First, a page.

Carved out from a block of aluminium, the Audi-designed Leica T is one sexy and sleek camera that can be said to be the Miss Universe of the mirrorless cameras. From the company famous for its rangefinder cameras, the T certainly has brought the mirrorless market a notch up.
For once, I do not need to lament the lack of a proper grip on a compact system camera. With the dimensions at 134 x 69 x 33 mm, the Leica T is tall enough to accommodate all four of my fingers yet small enough for pockets.
Some may say the smooth surface of the camera surface will make it tougher to hold it. I’d disagree. I find the presence of a ridge good enough to help get a good grip.
The camera may be minimalist in style but the thought that went into making the functional elements are anything but minimal. Just one simple pull of the on/off lever and the camera’s flash emerges out of the body.
The Leica T also has this unique strap system that lets you poke a needle through a hole in the camera body to unlock the neck strap. This is very much like the way you would change your phone’s SIM card. No more unsightly strap holders and eyelets.
The other notable innovation is the double locking system employed for the battery compartment. To remove the battery, you have to tap the battery one more time after it has popped out from the compartment. This prevents the battery from dropping to the ground or into an open drain if one is not careful.
The camera with the red dot has one of the best grips in the mirrorless market and yet doesn’t look ugly at all.
The best feature, on the Leica T, however, has to be its user interface. The most basic controls are via the two thumb wheels. The left wheel controls the aperture and the right controls the shutter speed when under Manual (M) mode.
The wheels will change different settings depending on the mode that the camera is engaged, which is very similar to how Sony’s α6000 works. That said, a wheel for the index finger is still better as it is faster and more comfortable to use.
To access other control parameters, the touch screen presents various settings in individual boxes, much like how Windows Phone Metro OS shows different apps on the home screen.
I can easily delete settings such as ‘Wifi on/off’ switch from my user menu since the Android App for the Leica T is not ready yet, and push more important items such as ISO, exposure metering, auto focus mode, white balance and drive mode to the top of the menu for quick access.
This is like dragging the apps from the app tray out into an Android smartphone’s home page. Thanks to the Leica T’s white on black design, it is also easy on the eyes and not as cluttered as some camera phones.
At launch, the camera can be equipped with either the T system’s Vario-Elmar-T 18-56mm (27-84mm full frame equivalent) f3.5-5.6 zoom lens or the Summicron-T 23mm (34.5 mm full frame equivalent) f2 prime lens. More lenses will be added later to the T system. Behind the lens is the proven APS-C CMOS 16-megapixel sensor with ISO ranging from ISO100 to 12,500.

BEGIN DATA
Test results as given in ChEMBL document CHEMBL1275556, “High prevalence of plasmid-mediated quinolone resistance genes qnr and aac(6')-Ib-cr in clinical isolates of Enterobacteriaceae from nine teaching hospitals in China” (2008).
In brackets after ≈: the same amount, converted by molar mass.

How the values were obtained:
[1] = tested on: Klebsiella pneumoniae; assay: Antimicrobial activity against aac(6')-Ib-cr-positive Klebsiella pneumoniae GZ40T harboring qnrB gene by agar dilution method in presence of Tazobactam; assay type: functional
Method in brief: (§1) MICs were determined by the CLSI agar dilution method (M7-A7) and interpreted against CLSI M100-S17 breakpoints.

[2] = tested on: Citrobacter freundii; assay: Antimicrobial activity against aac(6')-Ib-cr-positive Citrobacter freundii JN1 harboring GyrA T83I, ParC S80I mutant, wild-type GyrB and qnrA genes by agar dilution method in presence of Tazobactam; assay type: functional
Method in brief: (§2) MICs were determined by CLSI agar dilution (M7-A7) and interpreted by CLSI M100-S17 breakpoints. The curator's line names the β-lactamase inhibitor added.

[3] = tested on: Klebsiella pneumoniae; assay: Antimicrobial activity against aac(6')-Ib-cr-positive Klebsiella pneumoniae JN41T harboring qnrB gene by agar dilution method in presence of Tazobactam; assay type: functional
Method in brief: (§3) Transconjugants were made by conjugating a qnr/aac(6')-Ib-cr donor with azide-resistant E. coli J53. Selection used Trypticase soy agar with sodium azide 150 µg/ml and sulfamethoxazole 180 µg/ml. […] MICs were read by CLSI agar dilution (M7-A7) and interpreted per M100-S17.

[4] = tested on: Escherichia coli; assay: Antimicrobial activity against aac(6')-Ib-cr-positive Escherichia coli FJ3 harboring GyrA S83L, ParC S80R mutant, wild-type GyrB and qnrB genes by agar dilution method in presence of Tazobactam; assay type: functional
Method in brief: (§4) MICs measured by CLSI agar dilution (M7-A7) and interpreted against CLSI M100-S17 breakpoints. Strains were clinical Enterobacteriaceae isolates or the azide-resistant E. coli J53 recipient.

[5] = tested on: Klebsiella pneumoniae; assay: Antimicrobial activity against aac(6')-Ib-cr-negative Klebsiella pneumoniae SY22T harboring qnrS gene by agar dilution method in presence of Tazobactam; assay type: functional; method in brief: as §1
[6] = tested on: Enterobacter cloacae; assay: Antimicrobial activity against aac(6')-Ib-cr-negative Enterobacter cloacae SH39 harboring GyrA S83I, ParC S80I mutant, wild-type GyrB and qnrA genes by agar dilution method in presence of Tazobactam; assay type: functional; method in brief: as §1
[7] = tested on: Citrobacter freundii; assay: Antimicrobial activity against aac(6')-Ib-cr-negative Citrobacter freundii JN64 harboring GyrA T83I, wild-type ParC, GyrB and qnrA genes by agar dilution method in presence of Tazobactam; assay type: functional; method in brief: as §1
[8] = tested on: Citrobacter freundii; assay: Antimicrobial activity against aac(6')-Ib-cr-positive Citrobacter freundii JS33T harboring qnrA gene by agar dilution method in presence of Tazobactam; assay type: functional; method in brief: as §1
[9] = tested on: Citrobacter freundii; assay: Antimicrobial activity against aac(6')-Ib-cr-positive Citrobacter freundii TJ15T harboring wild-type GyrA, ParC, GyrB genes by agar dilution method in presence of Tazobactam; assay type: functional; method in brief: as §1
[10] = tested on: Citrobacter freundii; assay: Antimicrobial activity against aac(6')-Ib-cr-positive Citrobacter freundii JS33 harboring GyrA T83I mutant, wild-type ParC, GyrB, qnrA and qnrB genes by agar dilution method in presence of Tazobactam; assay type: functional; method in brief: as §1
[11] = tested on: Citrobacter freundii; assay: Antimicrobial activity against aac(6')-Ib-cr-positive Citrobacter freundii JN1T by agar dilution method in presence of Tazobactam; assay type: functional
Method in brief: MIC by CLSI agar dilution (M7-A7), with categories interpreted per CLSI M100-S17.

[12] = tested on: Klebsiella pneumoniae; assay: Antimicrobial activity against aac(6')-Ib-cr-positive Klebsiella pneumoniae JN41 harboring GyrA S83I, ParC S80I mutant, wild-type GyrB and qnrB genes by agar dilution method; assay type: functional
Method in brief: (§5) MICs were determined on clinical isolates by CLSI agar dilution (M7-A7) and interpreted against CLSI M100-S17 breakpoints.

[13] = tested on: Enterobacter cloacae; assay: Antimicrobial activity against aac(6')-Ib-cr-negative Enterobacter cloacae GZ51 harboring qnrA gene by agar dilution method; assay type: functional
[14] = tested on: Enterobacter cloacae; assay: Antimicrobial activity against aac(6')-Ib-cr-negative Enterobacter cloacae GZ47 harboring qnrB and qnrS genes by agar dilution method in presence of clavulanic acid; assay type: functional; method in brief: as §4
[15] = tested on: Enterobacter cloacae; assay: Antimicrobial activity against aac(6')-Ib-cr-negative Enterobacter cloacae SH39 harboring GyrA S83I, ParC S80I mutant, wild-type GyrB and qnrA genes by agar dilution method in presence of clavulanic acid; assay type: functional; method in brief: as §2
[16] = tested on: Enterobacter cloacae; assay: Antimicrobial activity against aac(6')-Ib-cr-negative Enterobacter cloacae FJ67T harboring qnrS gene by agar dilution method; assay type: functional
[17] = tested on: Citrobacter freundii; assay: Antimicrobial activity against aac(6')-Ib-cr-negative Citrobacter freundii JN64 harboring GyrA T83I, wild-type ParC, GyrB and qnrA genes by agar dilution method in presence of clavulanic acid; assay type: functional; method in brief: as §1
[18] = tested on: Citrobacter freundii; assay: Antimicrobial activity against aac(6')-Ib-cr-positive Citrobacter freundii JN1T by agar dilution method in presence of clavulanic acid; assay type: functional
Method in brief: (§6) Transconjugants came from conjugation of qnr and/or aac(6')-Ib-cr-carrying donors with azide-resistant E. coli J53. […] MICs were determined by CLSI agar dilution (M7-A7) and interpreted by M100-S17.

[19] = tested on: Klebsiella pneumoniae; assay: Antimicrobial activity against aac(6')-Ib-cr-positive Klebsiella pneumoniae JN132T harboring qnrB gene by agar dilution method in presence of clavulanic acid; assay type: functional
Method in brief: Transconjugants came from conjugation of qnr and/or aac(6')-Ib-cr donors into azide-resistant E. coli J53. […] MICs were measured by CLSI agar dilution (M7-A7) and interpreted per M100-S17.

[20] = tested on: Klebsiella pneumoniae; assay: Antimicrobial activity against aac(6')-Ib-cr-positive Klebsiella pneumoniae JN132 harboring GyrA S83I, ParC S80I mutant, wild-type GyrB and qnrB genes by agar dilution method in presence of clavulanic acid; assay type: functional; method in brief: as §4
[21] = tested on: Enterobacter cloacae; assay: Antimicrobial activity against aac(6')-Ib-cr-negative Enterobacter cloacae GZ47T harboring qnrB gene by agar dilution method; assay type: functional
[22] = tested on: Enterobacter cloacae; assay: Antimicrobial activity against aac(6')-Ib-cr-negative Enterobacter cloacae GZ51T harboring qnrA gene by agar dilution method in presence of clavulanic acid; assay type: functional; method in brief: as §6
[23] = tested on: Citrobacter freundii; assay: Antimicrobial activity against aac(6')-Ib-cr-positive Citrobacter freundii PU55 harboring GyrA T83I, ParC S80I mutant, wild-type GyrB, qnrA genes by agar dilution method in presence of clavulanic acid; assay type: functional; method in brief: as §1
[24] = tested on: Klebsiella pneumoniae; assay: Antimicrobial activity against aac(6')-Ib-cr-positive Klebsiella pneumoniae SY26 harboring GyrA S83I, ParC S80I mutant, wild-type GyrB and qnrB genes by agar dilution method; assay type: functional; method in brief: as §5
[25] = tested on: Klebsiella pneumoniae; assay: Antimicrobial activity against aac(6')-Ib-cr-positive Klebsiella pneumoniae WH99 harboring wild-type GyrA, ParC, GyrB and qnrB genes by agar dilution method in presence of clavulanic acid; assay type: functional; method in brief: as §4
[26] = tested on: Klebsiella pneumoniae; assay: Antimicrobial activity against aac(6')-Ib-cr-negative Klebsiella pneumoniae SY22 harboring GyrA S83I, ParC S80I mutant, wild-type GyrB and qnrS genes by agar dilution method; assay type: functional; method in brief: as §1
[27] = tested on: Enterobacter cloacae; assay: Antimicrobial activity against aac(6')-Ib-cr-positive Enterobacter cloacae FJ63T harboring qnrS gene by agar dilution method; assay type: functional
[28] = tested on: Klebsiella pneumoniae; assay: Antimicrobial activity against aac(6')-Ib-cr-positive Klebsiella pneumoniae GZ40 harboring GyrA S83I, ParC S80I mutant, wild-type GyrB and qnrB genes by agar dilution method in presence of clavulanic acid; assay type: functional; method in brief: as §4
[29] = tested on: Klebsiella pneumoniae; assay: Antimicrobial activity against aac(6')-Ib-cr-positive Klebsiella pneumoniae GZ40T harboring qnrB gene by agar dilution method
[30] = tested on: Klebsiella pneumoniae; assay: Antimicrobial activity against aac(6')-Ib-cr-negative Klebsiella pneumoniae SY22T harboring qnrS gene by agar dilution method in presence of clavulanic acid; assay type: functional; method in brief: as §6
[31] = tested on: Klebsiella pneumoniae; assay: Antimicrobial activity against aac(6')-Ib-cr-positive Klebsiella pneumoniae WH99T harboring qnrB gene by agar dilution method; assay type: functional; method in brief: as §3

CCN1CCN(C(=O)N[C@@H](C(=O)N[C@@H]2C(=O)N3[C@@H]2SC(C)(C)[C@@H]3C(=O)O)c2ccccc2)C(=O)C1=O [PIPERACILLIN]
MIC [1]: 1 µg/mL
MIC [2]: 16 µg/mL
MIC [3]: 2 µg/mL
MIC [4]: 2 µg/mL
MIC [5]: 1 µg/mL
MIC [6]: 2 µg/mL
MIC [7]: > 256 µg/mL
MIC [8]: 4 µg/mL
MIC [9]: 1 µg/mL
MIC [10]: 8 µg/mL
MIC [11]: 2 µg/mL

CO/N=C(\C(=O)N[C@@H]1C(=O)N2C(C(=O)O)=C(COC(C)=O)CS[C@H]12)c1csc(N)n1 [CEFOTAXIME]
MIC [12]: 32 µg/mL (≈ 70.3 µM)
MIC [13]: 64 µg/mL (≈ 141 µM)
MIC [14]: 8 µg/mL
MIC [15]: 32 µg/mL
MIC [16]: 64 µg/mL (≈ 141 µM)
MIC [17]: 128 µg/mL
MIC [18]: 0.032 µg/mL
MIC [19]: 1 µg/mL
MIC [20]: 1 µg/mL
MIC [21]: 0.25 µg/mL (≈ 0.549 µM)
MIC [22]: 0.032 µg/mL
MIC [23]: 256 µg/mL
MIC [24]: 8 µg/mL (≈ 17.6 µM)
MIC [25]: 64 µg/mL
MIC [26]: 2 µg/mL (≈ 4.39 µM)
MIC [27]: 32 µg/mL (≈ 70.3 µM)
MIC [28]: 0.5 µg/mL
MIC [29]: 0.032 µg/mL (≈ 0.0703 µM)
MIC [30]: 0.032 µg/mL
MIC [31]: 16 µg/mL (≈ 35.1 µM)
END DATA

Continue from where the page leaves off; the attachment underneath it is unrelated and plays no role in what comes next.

Shot under artificial light, the red and green of the beef soup noodle are portrayed beautifully.
Sharpness and clarity aplenty when shooting in the right conditions.
Bright sunny day. Colour-wise, the camera tends towards blue under Auto White Balance settings that remind me of the colours recorded by Panasonic Lumix cameras.
Focusing is fast in bright environment and I managed to get this shot quickly.
Shot in ISO 800 at f2.0 1/15s. Face illuminated with the phone’s screen with noise starting to creep in but it is still very acceptable.
Straight out of the camera under Auto White Balance shot in ISO3200 at f2.0. ISO noise is very evident and details in the frame are murky. The maximum ISO setting I would use is ISO1600 and keep it at ISO800 as much as possible for the best quality.
The Leica T is, in no doubt, a very beautiful camera but when it comes to image quality, the camera exhibits results that are close to what I have seen in older camera models. The focusing can be patchy at times even with focus assist.
Because of its similarity with a rangefinder camera, I would sometimes instinctively pull the camera to my face to use the viewfinder when there isn’t one. There is an electronic viewfinder (EVF) attachment available for shooting in bright environment or when adopting a more stable stance to shoot. Still, it would be better to have a built-in EVF instead.
Using the attached EVF module would also mean that the external flash unit cannot be used. Okay, the T is not built for seasoned photographers but that doesn’t mean amateurs don’t or won’t appreciate the use of EVFs. It should have been included.
The Leica T costs S$4,950 with a Leica Vario-Elmar-T kit lens, which is not cheap considering one could get a Nikon Df at that price. The premium paid goes to the looks and the T certainly feels expensive and unique in the mirrorless market.
Throughout my tests, I find it very easy to manipulate the camera, thanks to the unique user interface. That’s a welcome relief from multiple button punching and menu hunting on many other shooters.
However, Leica may have placed too much emphasis on the aesthetics and ergonomics but skimped on image quality especially when shooting at higher ISO.
Worse, the camera has been launched in Asia without the accompanying Android app, thus limiting the functions of the camera further for Android users. It is best to wait for the app to be available to test the camera with before committing to the pricey system.